Customer Reviews for

The Pharaohs of Ancient Egypt

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  • Posted April 1, 2010

    great resource for studying ancient Egypt

    A few years ago we visited Chicago during "Tut Mania" when the King Tutankhamon exhibit was at the Field Museum and all the other museums also had exhibits related to ancient Egypt. I found a couple of books on the general subject, Who Was King Tut? by Robert Edwards (a "Who Was..." biography from Grosset and Dunlap) and this Landmark Book entitled The Pharoahs of Ancient Egypt. We have read several other Landmark Books, mostly about American history, and have found them excellent. The book begins with the rediscovery of Ancient Egypt from A. D. 1789 to 1822 with the finding of the Rosetta Stone, and then goes back to tell the story of Egypt from its beginning, through the times of Cheops, the Hyksos, Hatshepsut, Thutmose, Akhnaton and Tutankhamon, and Rameses the Second, with concluding remarks about the history of Egypt since then.
    The oldest dates are from 25,000 to 10,000 BC, which are longer than most Biblical based chronologies, but many Bible-believing scientists believe they are within the range of possibility. There is a little evolutionary theory about the development of civilization in the second chapter, but besides this, the description of what has been deduced about life and times in ancient Egypt under the Pharaohs is fascinating. There is one major factual discrepancy that I noticed, and it may just be due to the fact that no one knows for sure, but Who Was King Tut? says, "Who were his parents? Even that is not known for sure. His father was most probably Pharaoh Amenhotep IV" (who changed his name to Akhenaten), whereas The Pharaohs of Ancient Egypt refers to "Akhnaton's half-brother, a little boy of about six named Tutankhaton" (whose name was changed to Tutankhamon). Perhaps some mysteries of ancient Egypt remain unsolvable.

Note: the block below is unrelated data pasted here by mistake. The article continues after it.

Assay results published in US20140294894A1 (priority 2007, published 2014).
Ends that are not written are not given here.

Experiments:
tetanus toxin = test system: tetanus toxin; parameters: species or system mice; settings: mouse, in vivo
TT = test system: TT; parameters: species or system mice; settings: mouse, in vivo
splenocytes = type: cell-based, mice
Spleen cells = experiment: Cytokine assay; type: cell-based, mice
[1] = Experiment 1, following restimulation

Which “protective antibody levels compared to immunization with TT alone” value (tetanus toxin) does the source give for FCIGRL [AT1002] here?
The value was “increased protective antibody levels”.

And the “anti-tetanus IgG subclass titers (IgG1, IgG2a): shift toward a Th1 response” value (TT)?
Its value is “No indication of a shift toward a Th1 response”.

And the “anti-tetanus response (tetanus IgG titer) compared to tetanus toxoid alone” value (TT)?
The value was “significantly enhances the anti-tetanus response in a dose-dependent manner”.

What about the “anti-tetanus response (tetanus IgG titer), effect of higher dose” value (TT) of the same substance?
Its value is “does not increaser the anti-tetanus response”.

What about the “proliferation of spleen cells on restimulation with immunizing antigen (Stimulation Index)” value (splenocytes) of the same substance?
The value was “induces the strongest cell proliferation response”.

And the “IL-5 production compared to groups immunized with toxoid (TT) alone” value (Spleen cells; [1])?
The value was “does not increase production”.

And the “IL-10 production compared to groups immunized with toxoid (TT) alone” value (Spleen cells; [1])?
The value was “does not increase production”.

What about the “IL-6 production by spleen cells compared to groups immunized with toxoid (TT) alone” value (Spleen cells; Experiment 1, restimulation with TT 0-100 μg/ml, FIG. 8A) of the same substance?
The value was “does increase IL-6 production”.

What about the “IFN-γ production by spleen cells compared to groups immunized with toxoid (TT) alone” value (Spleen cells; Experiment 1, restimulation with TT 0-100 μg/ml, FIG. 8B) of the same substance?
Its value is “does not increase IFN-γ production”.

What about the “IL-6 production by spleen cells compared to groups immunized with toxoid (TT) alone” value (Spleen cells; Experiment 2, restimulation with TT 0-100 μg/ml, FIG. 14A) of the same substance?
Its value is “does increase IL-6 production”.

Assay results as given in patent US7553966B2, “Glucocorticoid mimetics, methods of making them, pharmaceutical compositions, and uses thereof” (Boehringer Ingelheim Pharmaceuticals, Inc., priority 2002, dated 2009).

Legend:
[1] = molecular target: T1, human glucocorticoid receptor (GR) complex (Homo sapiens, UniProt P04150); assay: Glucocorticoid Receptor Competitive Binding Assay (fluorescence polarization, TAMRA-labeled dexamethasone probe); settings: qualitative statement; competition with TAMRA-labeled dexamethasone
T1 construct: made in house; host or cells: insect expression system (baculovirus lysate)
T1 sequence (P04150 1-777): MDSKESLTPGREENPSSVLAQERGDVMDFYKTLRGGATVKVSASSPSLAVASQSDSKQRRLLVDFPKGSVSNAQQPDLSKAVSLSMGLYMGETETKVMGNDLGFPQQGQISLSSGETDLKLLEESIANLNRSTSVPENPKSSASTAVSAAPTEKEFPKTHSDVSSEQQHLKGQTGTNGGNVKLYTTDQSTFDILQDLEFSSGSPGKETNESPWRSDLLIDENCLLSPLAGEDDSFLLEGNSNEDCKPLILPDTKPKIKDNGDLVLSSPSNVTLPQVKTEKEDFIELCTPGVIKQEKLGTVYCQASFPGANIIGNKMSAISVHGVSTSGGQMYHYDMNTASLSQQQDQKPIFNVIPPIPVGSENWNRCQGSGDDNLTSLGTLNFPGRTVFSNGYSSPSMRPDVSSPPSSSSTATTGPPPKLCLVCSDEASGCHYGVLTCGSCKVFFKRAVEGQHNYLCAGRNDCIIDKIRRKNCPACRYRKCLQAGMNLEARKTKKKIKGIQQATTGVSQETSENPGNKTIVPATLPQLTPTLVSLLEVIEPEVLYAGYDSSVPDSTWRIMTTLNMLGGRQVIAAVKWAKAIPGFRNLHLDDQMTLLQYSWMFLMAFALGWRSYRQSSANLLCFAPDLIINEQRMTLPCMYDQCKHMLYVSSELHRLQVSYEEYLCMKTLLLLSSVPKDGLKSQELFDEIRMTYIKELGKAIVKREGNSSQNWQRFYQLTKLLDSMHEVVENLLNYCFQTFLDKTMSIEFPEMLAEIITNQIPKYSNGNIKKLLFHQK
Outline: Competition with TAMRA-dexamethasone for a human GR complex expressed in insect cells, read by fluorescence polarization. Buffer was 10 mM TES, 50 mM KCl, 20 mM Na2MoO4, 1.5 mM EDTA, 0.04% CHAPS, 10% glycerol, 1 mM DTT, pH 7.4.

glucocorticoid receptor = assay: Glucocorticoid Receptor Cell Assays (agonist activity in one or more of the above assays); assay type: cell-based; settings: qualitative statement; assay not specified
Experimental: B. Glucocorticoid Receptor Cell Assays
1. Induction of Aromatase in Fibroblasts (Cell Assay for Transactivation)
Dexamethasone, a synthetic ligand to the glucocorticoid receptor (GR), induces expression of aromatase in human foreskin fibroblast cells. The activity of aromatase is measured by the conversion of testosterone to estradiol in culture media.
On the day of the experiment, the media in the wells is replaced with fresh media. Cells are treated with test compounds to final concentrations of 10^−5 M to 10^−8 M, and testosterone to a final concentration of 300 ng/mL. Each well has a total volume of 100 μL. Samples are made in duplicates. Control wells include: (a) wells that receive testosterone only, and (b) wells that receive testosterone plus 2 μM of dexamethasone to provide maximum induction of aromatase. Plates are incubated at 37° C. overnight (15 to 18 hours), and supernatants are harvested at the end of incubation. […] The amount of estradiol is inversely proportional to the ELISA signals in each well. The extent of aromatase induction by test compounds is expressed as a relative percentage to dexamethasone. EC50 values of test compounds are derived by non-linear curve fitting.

4 out of 5 people found this review helpful.

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  • Anonymous

    Posted May 28, 2014

    Dddcc

    This is about king tut a should read

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    Posted September 25, 2013

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    Posted November 3, 2013

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    Posted January 12, 2010

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    Posted January 28, 2014

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